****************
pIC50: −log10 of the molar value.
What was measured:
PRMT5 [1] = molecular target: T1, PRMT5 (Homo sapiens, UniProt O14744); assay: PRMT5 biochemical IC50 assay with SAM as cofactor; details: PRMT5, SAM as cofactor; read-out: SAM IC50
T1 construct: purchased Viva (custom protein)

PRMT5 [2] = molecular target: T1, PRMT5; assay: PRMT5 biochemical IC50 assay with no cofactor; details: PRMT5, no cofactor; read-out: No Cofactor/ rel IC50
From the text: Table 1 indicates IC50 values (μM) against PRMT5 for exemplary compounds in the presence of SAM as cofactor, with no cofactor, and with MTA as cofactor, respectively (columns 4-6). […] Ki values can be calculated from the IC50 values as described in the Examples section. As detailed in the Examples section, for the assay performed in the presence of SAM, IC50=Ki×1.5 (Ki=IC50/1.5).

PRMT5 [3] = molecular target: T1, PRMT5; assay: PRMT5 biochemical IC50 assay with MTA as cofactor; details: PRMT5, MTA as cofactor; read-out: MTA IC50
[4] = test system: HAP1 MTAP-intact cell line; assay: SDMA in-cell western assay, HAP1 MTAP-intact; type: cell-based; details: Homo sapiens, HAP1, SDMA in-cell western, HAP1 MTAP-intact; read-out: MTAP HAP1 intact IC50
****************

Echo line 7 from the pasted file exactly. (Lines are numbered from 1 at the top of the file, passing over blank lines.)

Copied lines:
PRMT5 [3] = molecular target: T1, PRMT5; assay: PRMT5 biochemical IC50 assay with MTA as cofactor; details: PRMT5, MTA as cofactor; read-out: MTA IC50